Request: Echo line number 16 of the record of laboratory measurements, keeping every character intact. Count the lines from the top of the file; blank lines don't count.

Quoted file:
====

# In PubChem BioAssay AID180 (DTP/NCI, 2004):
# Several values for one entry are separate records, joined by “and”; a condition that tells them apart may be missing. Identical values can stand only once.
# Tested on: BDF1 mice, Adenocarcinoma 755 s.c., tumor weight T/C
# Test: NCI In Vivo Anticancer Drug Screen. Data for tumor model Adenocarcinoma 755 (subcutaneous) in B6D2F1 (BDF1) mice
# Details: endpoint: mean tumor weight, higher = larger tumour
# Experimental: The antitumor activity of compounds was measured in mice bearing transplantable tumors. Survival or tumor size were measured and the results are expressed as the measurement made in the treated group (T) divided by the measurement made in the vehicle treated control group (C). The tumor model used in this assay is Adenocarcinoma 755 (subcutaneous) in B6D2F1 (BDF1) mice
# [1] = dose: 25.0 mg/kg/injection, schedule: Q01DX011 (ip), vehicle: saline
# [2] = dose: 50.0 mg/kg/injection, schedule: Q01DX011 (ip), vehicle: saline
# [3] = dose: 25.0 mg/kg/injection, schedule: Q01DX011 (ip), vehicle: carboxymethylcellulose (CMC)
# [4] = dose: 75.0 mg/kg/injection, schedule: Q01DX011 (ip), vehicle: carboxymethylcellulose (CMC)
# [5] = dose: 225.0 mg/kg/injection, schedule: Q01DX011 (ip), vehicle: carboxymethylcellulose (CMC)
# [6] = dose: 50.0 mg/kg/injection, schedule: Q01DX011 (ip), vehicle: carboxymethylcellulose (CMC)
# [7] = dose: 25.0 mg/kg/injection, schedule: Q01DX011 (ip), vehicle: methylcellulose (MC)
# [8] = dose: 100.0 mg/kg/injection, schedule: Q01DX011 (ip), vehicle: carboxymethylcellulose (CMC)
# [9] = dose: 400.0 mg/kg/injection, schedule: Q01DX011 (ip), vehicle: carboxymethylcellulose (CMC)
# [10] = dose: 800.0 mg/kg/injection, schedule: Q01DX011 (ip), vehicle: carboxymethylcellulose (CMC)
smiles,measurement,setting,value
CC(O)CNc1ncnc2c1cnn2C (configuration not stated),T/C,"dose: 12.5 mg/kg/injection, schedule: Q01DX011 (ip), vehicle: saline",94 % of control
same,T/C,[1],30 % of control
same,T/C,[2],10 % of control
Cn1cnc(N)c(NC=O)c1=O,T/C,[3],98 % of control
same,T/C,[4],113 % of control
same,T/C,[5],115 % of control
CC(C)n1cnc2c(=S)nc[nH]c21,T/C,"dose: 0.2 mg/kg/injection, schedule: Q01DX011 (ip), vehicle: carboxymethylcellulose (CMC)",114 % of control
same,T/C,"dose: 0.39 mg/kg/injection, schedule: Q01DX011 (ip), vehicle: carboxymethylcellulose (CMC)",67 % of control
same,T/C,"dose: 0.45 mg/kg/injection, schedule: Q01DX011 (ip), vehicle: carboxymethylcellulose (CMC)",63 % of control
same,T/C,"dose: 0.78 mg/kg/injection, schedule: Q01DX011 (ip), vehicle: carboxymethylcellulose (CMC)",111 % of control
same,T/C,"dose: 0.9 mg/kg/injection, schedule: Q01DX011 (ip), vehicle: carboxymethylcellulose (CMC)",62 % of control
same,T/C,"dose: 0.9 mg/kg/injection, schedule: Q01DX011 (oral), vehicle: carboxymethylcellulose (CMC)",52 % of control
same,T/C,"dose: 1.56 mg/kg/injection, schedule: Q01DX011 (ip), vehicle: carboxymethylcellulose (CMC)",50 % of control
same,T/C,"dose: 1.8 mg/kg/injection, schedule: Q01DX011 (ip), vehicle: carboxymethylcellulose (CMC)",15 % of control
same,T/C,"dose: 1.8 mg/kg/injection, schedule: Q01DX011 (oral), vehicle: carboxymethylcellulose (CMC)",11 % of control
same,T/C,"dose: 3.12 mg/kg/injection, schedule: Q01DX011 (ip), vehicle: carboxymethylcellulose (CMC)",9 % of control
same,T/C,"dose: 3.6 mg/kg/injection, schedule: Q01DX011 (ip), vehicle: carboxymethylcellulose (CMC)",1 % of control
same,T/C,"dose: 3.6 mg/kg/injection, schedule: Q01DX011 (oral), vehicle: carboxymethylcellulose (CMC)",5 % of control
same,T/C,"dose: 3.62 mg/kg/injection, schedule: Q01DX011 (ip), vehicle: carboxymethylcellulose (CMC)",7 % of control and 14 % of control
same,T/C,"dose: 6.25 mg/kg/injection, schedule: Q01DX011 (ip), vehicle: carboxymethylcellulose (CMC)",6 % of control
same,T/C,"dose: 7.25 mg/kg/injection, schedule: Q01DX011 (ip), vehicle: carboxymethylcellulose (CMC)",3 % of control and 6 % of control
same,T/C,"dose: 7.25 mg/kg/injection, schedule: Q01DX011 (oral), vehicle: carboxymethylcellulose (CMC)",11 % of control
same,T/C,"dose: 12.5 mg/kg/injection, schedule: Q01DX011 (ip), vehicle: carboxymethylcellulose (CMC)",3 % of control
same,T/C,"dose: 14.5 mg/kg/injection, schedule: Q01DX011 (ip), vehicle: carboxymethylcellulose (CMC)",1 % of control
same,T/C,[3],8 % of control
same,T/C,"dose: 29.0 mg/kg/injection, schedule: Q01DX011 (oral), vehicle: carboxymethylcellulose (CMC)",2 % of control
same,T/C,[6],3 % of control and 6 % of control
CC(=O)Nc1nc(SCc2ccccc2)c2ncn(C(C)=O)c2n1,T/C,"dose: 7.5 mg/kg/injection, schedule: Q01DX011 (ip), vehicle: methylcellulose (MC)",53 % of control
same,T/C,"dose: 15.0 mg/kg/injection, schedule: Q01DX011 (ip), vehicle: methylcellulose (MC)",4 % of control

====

# [10] = dose: 800.0 mg/kg/injection, schedule: Q01DX011 (ip), vehicle: carboxymethylcellulose (CMC)